On December 20, 1860, South Carolina became the first state to secede from the United States. With the collaboration of other Southern states, which also seceded in the following months, the Confederate States of America were organised. On April 12, 1861, Confederate batteries began shelling Fort Sumter, thus precipitating the Civil War. Following the Confederate loss of the war, and occupation during the Reconstruction process, the freed slaves benefited from increased civil rights. These were retracted when South Carolina re-entered the Union, and would not return until the Presidency of Dwight Eisenhower during the mid-20th century.

Comments[edit]

  • Proposed version completed. Do what you like with it. Rob Church Talk | Desk 01:05, 24 August 2005 (UTC)
==The Leader Text==

The leader text seems drastically changed from these versions. I think it has POV problems. One could argue SC had an "extraordinary commitment" to political independence for whites; they were happy enough to go along with the Federal government when the South controlled it in the decades before the Civil War--Parkwells 15:24, 26 October 2007 (UTC)--Parkwells 15:22, 26 October 2007 (UTC)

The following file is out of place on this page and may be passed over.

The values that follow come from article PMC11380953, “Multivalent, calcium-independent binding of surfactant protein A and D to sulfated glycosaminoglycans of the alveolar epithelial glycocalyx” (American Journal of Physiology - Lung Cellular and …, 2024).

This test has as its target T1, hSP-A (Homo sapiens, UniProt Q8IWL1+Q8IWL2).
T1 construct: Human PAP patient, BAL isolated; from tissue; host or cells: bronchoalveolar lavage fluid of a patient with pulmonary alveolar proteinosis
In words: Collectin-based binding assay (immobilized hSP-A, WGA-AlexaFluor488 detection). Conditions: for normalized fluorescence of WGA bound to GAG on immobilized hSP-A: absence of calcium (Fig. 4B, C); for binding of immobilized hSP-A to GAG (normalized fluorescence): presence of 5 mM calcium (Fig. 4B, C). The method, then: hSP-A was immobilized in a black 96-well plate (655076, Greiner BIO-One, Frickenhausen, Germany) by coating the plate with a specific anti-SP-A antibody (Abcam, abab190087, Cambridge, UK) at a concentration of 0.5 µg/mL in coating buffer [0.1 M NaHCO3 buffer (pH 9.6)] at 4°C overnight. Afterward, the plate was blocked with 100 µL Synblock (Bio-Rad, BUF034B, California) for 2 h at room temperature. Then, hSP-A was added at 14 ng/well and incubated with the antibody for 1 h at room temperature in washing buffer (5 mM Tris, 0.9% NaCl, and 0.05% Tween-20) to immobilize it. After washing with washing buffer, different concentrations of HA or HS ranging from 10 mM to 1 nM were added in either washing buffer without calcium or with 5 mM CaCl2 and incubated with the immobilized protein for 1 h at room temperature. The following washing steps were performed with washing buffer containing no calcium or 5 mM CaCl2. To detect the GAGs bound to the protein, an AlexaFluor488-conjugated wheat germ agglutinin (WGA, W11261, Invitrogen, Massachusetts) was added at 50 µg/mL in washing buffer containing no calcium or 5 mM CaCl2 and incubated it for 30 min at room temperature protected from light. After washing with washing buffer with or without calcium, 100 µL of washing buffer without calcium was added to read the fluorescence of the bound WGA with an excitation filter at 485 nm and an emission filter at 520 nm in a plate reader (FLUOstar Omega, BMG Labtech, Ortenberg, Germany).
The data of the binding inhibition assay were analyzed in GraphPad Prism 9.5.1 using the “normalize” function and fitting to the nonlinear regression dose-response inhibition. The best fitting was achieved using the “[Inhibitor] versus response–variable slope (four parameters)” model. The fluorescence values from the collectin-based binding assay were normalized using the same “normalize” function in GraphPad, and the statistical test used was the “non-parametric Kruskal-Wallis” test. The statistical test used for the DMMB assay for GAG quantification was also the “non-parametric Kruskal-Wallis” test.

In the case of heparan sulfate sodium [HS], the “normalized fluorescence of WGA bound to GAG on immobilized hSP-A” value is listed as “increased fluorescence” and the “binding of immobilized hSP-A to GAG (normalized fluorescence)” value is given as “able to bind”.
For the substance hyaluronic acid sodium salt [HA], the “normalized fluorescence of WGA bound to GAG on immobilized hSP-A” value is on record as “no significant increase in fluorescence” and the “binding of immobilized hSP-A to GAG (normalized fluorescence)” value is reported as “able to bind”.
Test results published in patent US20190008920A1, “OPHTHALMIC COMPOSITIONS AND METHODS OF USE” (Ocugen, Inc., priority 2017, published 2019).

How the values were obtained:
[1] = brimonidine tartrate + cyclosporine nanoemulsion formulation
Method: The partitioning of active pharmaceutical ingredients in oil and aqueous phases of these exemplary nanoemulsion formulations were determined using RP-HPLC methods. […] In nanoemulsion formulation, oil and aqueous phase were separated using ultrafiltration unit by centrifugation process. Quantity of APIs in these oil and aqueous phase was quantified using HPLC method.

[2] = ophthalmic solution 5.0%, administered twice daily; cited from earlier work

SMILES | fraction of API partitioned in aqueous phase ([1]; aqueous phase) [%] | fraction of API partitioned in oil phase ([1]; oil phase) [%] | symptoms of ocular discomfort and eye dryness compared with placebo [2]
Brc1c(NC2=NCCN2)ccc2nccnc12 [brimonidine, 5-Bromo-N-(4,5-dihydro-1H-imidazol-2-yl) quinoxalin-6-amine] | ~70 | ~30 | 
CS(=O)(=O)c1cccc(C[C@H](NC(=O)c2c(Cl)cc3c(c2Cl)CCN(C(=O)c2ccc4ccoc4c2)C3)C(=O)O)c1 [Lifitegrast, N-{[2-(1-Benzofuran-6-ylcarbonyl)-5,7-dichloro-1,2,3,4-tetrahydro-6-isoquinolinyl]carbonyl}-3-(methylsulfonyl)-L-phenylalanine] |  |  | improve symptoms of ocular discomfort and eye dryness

Nowhere does it say when South Carolina signed the US Constitution. Seems to me this is not an accidental omission since the article mentions South Carolina signing the Articles of Confederation. I am a Northerner and I don't like this. Do what you like. I have made my peace. —Preceding unsigned comment added by 190.236.123.29 (talk) 01:34, 21 December 2010 (UTC)

Christian Exodus[edit]

Does this group self-identify as fundamentalist or did a Wikipedia editor apply the label? If they do not self-identify, I will remove the tag and link for NPOV, following the Associated Press guidelines for use of the term. Pollinator 18:51, August 24, 2005 (UTC)

Why did they split NC and SC?[edit]

Why did the British split the Carolina territory into North Carolina and South Carolina? I'm just curious, and think this deserves a cursory explaination in the article. Nick 08:27, 28 December 2005 (UTC)